Lance's love of all things geeky is what kicks off the action in the pilot. It's his regular visits to the comic book store that first puts the magic comic in his possession. Lance is a "gamer," which in this series encompasses everything from MMORPGs to tabletop games to paintball. Lance's interests are what lead him to unlock the comic's secrets, and he's the one to jump into action whenever there's a possibility to learn more about the unseen magic happening around him. Despite the character's flirtations with the dark side, actor Alex House sells his earnestness and his desire to do the right thing, making for a nice hero for audiences to get behind. Lance has a nice, easygoing chemistry with his sister, too, which makes the wilder aspects of the show easier to swallow. I especially like the "Don't hit!" running gag they share.
Cally, as the less-geeky half of the duo, is more concerned with school, friends, and, of course, boys than she is with comic books. When there's trouble, though, she turns to the comic for some future predictions, and runs off to rescue her brother just as often as he runs off to rescue her. If Lance is the "action hero" of the pair, then Cally is clearly the "heart" of their team. She wants to be free of the burden of the comic, but she also cares enough about the people she encounters in her crazy adventures to want to help them. In addition to worrying about the magic and fantasy, Cally also pursues romance from a couple of hunky guys, struggles to maintain her loyalty to her best friend, and deals with numerous projects and activities at school. There are times when actress Paula Brancati went a little overboard on the "know-it-all teen girl on a rampage" shtick, but mostly she comes across as a nice "everygirl" for viewers to relate to.
As for the supporting cast, Danielle Miller (Corner Gas) stars as Sage, the offbeat girl who works behind the counter at the comic book store. She and Lance develop a romance as time goes on. Miller gives a quirky performance, and yet she does so naturally, as in it wouldn't surprise me if she really is this outside-the-norm girl in reality than she is on the show. An episode late in season two had Miller playing two characters, and her turnaround really surprised me. Our comic relief is provided by Dizzy, played by Jonathan Malen (The Rocker). He's your basic "goofball best friend" that always pops up in shows like this. There's some attempt in season two to depict him as a more well-rounded character, but for the most part he's here to make his customary few slapstick jokes per episode, and that's it.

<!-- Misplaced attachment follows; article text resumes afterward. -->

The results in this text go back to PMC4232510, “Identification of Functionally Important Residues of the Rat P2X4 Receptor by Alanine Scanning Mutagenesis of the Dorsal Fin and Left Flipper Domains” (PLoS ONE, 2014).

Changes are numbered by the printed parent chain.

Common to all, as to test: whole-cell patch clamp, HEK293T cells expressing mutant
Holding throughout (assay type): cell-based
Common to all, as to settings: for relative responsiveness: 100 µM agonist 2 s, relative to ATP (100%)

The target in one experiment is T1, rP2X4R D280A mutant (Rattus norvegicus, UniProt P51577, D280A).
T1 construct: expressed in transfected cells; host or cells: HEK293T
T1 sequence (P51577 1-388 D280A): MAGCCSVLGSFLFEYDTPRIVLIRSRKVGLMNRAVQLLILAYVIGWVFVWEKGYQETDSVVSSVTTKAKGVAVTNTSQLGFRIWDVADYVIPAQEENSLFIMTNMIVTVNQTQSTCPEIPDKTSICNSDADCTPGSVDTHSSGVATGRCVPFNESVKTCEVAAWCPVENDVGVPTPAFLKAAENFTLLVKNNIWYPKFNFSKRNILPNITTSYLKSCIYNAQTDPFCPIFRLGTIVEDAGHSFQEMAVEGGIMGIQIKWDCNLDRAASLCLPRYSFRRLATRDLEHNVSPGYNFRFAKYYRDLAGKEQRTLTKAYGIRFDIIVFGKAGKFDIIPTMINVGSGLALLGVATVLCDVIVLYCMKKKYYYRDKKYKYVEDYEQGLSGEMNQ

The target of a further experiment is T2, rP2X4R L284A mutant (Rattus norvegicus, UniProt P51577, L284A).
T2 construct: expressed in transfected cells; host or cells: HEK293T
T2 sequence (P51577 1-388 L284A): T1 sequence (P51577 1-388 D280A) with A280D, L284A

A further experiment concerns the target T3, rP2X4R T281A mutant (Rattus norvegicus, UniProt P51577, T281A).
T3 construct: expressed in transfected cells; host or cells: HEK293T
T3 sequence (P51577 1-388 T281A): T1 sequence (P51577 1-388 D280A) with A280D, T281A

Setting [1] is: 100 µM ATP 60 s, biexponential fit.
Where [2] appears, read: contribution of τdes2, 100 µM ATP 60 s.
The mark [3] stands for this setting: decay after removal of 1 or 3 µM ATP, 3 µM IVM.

It's with the other live action villains that things get a little sketchy. In the first season, we meet Doyle (Mark Ellis, Flashpoint), the comic shop owner, who keeps all kinds of mysterious secrets locked away in the store's back room. In the first season, he's genuinely menacing, as he desperately tries to keep Cally, Lance and the others from learning what he's up to. In the second season, his arc takes an interesting turn, where he tries to reform his dark magic ways and turn his life around, ultimately becoming a good guy. The show's other ongoing villain is Vern (David Rendall, Radio Free Roscoe), a goth classmate of the twins. Vern struck me as inconsistent. At times, he's the stereotypical bully, pushing Lance around, while at other times, they seem to have this slight respect for one another. In the second season, Vern decides to take Doyle's place as necromancer numero uno, and it doesn't go well for him. The problem is that it's hard to take Vern seriously as a threat when his pitiful attempts at being evil are his own undoing. Also, what sort of dark necromancer is named Vern?
All 26 episodes of the show's run are on this three-disc set. The picture quality is slightly soft and the black levels aren't as deep or rich as they could be, but in general there are no major flaws in the video. Same goes for the stereo sound. It's not a booming, immersive track, but all the dialogue and music is clean and clear. For extra features, we get bonus episodes of Mona the Vampire and Treasure, two flaky-but-inoffensive kids' shows, and a bonus feature film, Sally Marshall is Not an Alien. Made in 1998, the movie is about two kids who make a bet to determine if the strange family in their neighborhood is, in fact, not a bunch of aliens. Didn't anyone teach these kids that it's a lot harder to prove the negative? Like the bonus cartoons, the movie is light and inoffensive, though its slow pace might be a deal-killer for kids, not to mention their parents.
The Rebuttal Witnesses
I've heard that some folks are uncomfortable with the fact that the otherwise carefree teens in Dark Oracle do things like mess with tarot cards, attempt to cast spells, conduct weird rituals in graveyards, etc. This is a fantasy series, and scenes like this, cheesy though they may be, are integral to the fantasy plot. If the subject matter still bothers you, perhaps you should look elsewhere.
For the rest of the parents and/or conservative types out there, the show is quite chaste when it comes to sexiness and violence, and I didn't catch any references to alcohol or drugs.
Dark Oracle isn't the best TV show you'll ever see, but it nonetheless knows how to entertain. For as much as it occasionally wallows in TV teen cheese, it also creates a cool alternate world that really draws viewers in. If you like your fantasy tales on the lighter side, check it out.
Not guilty. Don't hit!
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Scales of Justice
Studio: Mill Creek Entertainment
• Bonus Movie